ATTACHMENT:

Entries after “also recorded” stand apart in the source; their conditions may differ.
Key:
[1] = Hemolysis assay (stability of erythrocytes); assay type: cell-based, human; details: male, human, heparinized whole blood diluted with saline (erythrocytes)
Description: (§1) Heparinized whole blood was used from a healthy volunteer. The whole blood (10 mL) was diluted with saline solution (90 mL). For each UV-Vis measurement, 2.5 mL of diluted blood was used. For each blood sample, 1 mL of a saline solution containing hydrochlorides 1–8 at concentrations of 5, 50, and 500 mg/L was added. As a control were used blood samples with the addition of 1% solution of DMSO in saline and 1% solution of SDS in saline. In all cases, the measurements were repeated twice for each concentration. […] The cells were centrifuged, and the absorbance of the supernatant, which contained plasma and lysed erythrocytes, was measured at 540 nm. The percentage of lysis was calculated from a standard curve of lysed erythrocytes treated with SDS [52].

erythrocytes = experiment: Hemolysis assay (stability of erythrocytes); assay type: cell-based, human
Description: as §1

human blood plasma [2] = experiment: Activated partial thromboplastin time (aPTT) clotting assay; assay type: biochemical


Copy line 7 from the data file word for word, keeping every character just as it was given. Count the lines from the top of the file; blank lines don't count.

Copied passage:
human blood plasma [2] = experiment: Activated partial thromboplastin time (aPTT) clotting assay; assay type: biochemical